Last summer I was in Gdansk which is located at the Baltic Sea. It is very important city in our history it is a cradle of Solidarnosc and Lech Walesa the Nobel Peace Winner. It is also place full of famous landmarks. One of them is Cathedral in Gdansk Oliwa and its great organs famous around the world. I love visiting church especially when it is very hot at that time when we were in Gansk it was 33 C degrees so it was lovely to walk in the cool church.
The arch cathedral in Oliwa is a three-nave basilica with a transept and a multitude closed presbytery, finished with an ambulatory. The façade is flanked by two slender towers, 46-metres tall each with sharply-edged helmets. It is enlivened by a Baroque portal from 1688, as well as three windows of different sizes and three cartouches. The crossing of the naves is overlooked by a bell tower, a typical element of the Cistercian architecture. The cathedral is 17.7m high, 19m wide and 107m long (97.6m of the interior itself), which makes it the longest Cistercian church in the world. It holds works of art in Renaissance, Baroque, Rococo and Classical style of great artistic value.
The famous great Oliwa organ was designed and constructed between the years 1763 and 1788 by Johann Wilhelm Wulff (Brother Michael, a Cistercian Monk). The instrument contained 83 registers (5100 pipes), 3 manual keyboards (also manuals; Hauptwerk– great organ, Oberwerk– main organ, Kronwerk– crown organ), one foot keyboard (pedal), mechanical tracker action, and 14 wedge-shaped bellows. Theconsole was independently located in the central part of the matroneum and was the first of such kind in the world. The organ front was decorated with Rococo sculptures and moveable angels holding bells, trumpets, stars and suns. At that time it was the largest organ in Europe and probably also in the whole world.
Between 1790–1793, by order of the new Abbot of Oliwa, a widely known Gdańsk organ master, Friedrich Rudolf Dalitz, undertook the difficult task of moving the console from the middle to the north wing of the matroneum, which was extremely complicated owing to the size of the instrument and the complexity of the tracker action system.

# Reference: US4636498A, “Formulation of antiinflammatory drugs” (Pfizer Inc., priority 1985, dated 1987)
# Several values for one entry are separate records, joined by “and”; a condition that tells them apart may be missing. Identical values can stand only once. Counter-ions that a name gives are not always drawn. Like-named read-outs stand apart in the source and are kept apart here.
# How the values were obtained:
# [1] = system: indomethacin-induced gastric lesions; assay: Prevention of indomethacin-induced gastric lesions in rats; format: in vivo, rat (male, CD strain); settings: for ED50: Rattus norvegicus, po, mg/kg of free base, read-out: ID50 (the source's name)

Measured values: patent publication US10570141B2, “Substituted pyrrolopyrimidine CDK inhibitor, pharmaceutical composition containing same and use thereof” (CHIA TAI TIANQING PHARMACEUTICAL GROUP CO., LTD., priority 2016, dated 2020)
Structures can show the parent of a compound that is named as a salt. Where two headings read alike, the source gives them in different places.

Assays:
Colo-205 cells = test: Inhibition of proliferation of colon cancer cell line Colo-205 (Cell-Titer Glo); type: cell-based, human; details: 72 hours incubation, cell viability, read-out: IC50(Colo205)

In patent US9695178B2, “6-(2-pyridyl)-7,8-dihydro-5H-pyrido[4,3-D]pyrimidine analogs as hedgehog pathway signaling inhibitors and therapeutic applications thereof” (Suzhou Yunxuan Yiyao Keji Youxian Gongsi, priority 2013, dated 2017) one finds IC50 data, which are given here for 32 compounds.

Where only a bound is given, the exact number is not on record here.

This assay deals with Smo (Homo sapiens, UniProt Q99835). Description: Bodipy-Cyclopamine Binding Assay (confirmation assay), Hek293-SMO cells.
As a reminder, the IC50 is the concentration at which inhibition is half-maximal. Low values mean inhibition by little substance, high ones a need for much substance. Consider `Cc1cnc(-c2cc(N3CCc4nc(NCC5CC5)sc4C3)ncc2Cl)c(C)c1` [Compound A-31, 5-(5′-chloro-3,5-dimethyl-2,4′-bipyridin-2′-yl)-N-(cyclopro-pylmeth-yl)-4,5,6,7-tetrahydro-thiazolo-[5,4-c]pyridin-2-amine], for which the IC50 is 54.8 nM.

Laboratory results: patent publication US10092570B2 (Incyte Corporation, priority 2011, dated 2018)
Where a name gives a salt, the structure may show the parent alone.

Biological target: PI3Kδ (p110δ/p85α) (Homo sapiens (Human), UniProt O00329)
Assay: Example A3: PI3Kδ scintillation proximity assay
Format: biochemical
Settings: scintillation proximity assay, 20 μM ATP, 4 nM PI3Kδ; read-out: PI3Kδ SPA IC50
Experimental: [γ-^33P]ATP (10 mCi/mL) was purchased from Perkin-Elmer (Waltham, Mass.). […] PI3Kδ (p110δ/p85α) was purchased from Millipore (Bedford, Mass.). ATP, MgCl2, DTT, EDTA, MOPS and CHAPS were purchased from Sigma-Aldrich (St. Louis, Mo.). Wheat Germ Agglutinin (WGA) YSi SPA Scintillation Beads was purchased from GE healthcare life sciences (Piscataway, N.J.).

During the next major reconstruction (1863–1865), the great organ was given a Romantic layer. The work was carried out by an organ master from Szczecin- Friedric Kaltschmidt. Wulff’s organ was enriched by a mechanical tracker action and 32 new registers. He left the 52 already existing ones (however, some of them were renewed) and all the front pipes. In accordance with the trend of the time, manual three (Kronwerk) was by Kaltschmidt enclosed into a swell box. The instrument now consisted of 84 registers assigned to 3 manuals and one pedal.
The choir organ, placed in the south wing of the transept, was built in 1680 by Johann Georg Wulff and comprised 14 registers. In 1758 Johann Wilhelm Wulff conducted a thorough renovation of the organ, extending the disposition of the organ to 18 registers. Then in 1874, Carl Schuricht performed the organ restoration; however, no further details are recorded. In 1902 Berlin based company of brothers Oswald and Paul Dinse carried out further reconstruction of the organ, introducing a pneumatic tracker action and reducing the number of registers to 14 (2 manuals and a pedal). When, between the years 1934–1935, Joseph Goebel was restoring the great organ, he also took care of the choir organ. It received a new electric tracker action and was connected to the main console. In 2003, a contemporary Emanuel Kemper 17-pipe organ with a mechanical and electric tracker action was imported from Germany. Afterwards, an organ builder Jerzy Kukla installed it in an antique organ case, thus, replacing the previous instrument. The choir organ is at present connected with the great organ.
|Year consecrated||14 August 1594|
|Ecclesiastical or organizational status||Minor basilica, archcathedral|
Enjoy the organ....